A Brief History of Disinvestment in India

As a policy objective, disinvestments were embraced by the Government during the economic liberalisation of the early 1990s. The first disinvestment was announced by then Finance Minister Manmohan Singh during his Interim Budget speech on July 24th 1991. In that year, minority shares were sold by auction method in bundles of "very good", "good" and "average" companies.

In the two decades that followed, disinvestments continued to take place but at a relatively weak pace. There was a brief increase in targets and proceeds in the early 2000s but there were also many years when no targets were set and no disinvestment proceeds achieved.

It was only in the 2010s that activity picked up. Since FY2011, the Government’s disinvestment targets and proceeds have remained high (although the former has been higher than the total receipts in all but two years in this 10-year period).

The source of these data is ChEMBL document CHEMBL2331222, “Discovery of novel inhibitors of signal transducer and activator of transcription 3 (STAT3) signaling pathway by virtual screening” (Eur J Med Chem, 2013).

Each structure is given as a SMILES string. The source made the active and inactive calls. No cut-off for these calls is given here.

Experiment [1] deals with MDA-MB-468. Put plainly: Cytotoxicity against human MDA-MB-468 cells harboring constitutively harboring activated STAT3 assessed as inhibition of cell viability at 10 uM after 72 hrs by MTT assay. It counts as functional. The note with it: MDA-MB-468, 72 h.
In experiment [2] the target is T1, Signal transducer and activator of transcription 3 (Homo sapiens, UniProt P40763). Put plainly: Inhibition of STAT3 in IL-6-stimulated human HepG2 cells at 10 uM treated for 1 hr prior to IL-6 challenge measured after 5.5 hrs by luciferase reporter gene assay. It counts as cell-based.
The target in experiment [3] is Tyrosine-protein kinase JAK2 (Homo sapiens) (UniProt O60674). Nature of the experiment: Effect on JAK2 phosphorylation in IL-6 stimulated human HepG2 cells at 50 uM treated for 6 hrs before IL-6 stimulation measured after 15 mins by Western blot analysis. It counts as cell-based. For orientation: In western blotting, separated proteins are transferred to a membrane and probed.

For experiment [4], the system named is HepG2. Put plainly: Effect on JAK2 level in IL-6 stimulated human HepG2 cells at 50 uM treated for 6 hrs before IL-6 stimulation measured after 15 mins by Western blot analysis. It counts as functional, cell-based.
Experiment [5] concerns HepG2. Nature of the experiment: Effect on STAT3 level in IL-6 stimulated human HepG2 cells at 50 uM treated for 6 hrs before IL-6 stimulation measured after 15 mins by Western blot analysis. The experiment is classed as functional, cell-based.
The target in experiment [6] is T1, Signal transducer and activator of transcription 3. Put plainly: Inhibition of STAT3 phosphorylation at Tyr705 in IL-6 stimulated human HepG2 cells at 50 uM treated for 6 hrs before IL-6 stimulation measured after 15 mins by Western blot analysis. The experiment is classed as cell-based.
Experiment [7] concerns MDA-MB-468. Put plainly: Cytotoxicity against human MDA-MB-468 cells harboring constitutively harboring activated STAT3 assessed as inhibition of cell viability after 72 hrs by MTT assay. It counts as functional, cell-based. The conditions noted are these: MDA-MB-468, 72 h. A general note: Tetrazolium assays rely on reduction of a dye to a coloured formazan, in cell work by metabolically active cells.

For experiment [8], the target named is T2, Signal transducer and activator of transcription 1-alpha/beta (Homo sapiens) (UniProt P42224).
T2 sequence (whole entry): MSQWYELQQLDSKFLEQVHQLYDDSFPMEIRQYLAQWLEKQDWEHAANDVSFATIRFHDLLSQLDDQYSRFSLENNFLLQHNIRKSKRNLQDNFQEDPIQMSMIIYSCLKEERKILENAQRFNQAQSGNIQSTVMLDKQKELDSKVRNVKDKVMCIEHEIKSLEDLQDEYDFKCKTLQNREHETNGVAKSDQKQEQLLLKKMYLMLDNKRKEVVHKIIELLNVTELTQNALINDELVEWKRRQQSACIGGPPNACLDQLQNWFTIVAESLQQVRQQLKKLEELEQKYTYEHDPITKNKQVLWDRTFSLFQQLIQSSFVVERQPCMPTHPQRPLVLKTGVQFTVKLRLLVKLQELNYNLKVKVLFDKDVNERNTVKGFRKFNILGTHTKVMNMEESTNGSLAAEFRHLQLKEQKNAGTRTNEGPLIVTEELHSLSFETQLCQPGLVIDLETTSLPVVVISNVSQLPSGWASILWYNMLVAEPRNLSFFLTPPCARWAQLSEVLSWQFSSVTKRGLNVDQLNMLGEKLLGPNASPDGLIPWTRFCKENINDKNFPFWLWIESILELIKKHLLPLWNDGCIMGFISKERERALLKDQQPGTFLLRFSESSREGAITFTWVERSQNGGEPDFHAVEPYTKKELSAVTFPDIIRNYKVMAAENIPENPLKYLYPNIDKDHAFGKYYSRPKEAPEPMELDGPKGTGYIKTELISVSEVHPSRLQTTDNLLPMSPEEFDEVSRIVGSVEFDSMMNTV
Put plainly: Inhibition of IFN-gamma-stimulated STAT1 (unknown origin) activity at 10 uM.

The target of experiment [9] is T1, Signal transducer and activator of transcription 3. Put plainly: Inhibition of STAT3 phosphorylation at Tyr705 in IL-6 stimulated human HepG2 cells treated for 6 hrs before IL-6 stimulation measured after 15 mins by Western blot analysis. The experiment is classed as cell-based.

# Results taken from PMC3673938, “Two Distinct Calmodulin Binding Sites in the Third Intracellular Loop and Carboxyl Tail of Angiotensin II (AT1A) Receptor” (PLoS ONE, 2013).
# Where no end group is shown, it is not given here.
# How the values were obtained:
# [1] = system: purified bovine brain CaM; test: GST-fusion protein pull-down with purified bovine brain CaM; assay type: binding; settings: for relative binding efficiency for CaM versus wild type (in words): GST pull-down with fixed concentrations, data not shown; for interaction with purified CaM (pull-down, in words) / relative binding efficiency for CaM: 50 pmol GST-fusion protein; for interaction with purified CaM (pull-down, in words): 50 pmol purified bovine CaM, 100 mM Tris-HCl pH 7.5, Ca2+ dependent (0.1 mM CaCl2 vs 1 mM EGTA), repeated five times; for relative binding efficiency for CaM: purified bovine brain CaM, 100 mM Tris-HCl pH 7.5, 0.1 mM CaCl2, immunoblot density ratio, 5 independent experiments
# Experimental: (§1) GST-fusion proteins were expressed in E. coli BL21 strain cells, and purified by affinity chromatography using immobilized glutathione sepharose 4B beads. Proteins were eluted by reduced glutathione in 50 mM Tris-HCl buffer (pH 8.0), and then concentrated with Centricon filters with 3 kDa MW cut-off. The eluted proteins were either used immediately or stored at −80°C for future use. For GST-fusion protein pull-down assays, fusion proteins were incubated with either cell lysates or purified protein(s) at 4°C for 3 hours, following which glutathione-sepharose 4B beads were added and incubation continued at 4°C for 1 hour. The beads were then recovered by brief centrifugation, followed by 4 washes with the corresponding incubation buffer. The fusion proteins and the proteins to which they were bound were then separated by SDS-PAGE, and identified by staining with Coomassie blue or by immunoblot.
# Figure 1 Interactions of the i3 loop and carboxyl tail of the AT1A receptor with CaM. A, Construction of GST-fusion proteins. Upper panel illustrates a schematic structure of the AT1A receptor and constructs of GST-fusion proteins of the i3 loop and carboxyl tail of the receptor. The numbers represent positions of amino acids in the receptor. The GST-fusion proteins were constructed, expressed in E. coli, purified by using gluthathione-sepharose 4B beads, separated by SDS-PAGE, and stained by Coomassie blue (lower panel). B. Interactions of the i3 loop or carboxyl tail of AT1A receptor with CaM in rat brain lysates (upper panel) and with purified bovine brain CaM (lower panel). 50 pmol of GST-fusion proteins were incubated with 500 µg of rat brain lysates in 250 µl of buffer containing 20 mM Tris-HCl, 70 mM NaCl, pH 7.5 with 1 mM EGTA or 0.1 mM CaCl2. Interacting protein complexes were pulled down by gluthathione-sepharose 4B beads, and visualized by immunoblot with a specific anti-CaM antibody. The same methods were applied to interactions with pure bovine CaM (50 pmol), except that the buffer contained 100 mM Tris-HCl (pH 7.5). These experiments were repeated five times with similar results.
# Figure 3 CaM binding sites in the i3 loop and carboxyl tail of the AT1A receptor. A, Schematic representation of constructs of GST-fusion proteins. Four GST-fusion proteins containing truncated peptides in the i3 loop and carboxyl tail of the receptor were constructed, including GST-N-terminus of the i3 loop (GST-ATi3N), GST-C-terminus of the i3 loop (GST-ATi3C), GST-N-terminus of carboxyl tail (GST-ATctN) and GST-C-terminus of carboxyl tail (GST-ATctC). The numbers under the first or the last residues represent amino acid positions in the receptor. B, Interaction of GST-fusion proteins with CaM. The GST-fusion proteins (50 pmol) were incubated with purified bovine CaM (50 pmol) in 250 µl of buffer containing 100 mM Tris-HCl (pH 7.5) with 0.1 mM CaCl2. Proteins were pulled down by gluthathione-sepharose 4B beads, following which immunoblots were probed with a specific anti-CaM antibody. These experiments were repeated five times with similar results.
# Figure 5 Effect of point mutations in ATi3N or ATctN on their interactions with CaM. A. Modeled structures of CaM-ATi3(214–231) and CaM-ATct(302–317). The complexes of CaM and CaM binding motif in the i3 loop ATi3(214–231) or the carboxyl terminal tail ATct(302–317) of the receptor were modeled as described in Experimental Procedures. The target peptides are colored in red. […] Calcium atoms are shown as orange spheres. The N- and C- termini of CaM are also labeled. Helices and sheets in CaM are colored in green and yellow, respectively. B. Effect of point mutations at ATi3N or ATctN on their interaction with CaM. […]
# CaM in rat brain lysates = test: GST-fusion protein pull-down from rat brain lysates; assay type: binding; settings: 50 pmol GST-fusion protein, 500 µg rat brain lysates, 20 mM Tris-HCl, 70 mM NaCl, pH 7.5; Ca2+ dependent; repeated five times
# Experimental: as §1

Interestingly - but perhaps unsurprisingly - the drive to disinvest is driven by ideology i.e. It depends on which political party is in power at the Centre. The BJP-led NDA, which is perceived as economically more right-wing, accounts for more than 58% of all disinvestment since 1991.

 

How to Disinvest?

Now that we understand what disinvestment actually is, let’s delve into the different methods of disinvestment. As per current policy, disinvestments can be of two types:

  1. Minority stake sale: Here, the Government post sale continues to retain majority shareholding i.e. Greater or equal to 51%.
  2. Strategic disinvestment: This involves the Government selling a substantial portion of its stake - 50% or more - and relinquishing management control of the PSU.

Some other ways to disinvestment can be:

  1. Initial Public Offering (IPO): First time offer of shares by an unlisted PSU to the public for subscription.